I’ll start with the best of the bunch (by a long shot). We follow two separate stories. Andy Lau and Jacky Cheung‘s senior gangsters spend a lot of time dealing with changes in their lives and how to cope with the demands on Lau’s recent fatherhood. On the other side we have Shawn Yue and Edison Chen starting out in their life of crime, working towards a hit on a senior gang leader.
It is quite a talky movie, although it does have several moments of quite vicious violence. These are not characters to love or admire, but they are not without empathy.
The direction is sometimes a little too flashy, detracting from the powerful on-screen performances, but the real hook here is the “twist” ending. The two stories collide, but not in the way you expect, and with a touch of class that means you will want to watch the movie again soon to see how we ended up there.
72 Tenants of Prosperity
A sort-of remake of a 1973 Shaw Bros. movie, this one stars… well just about everyone in Hong Kong TV and Cinema right now. It is actually a whole heap of colourful fun, and even someone like me can play spot the star, so it is probably more fun for the true HK officiando.
Just like some other HK films I have watched recently, the film spends a lot of time lampooning and parodying local events, customs and celebrities. And yes, this does mean a lot of the humour was probably lost on me. But a little bit of googling to find out that one joke is based on the fact that Stephy Tang looks a teeny bit like a Japanese AV (i.e. porno) actress does make things clearer.
The problem is that it seems to have three or four different stories it wants to tell, and never really provides enough screen time to any of them. The film is way too episodic, and struggles to provide reasons for some of the forward story progression. In fact one particular story (the fact the shopkeepers are going to have their rent tripled) feels like it should be the core of the movie, yet is resolved nearly 30 minutes from the end.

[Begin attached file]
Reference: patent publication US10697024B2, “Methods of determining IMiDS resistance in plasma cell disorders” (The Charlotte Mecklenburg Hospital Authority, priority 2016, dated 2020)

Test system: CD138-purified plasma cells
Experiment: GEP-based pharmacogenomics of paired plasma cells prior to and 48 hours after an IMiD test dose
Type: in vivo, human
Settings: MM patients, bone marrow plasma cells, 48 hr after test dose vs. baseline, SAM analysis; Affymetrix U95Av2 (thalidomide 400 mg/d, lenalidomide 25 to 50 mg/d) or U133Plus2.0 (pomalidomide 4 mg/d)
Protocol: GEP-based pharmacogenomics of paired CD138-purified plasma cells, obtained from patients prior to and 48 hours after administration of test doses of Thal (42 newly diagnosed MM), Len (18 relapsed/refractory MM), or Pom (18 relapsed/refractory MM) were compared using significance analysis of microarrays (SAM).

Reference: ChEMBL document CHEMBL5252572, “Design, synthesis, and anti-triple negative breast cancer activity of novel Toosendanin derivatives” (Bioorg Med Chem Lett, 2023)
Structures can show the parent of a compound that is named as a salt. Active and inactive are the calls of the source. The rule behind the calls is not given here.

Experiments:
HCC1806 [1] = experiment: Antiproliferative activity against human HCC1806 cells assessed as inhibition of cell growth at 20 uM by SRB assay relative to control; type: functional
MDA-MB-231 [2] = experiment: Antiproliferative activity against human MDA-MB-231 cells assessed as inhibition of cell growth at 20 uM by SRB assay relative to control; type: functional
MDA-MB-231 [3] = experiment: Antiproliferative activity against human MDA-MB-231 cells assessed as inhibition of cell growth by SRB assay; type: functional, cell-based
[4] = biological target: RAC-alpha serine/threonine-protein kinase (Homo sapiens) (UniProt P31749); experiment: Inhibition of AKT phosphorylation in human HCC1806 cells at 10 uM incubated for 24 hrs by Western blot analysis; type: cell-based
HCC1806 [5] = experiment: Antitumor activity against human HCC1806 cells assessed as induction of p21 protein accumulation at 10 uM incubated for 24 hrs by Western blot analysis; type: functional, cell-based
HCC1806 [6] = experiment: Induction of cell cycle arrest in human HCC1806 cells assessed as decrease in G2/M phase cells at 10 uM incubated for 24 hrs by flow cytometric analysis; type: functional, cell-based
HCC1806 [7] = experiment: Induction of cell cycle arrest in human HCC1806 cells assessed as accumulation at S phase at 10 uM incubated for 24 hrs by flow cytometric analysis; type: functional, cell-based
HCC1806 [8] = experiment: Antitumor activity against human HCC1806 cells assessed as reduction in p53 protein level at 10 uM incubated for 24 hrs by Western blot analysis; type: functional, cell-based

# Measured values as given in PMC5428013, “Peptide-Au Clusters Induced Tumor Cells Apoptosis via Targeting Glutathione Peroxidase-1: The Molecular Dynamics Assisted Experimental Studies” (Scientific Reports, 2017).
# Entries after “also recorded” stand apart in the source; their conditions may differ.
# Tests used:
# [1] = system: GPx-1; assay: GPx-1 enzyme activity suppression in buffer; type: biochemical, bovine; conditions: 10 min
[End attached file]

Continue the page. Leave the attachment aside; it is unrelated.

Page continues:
Saying that, it is very amusing if taken as a bit of silly fun (casting Bernice Liu totally against type, and the 60 seconds given to product placement are examples of some of the better and funnier ideas on show here), so I think this one is Recommended.
K-Pop star Park Jung-ah stars as a young selfish girl from a recently rich family who becomes involved (i.e. gets pregnant) with an innocent young man from a very traditional Korean family.
That’s right, it is one of your basic fish out of water comedies.
Basically, it is not really that good. There is some nice work behind the camera, but basically it falls apart in the execution. No camera trickery and clever shot setup can really hide the fact that the character arcs make little or no sense. Yes Park Jung-ah is a little naughty in the first 15 minutes of the movie, but she learns her lessons way too easily, which means both the drama and comedy potential is never realised. Also, the traditional Korean family aspect of the movie is somewhat lost on me.
The saddest indictment of all is that I am afraid I may have fallen asleep 20 minutes from the end.
Kung Fu Dunk
Memo to self. Stop watching movies just because Charlene Choi in them.
Actually, this one is ok. Jay Chou is the young Basketball starlet from a Kung Fu background. That’s right – it is Shaolin Soccer with Basketball as the sport chosen for a SFX makeover.
There are two stories going on – Chou’s introduction and rise through the Basketball ranks (until he plays the “evil” team in the final), plus his search for his parents. Neither which are particularly original, but it all looks pretty enough.
Certainly watchable, but even a Superman the Movie inspired climax really can’t raise this one to Recommended status. But certainly a lazy Sunday afternoon could happily be spent with this one.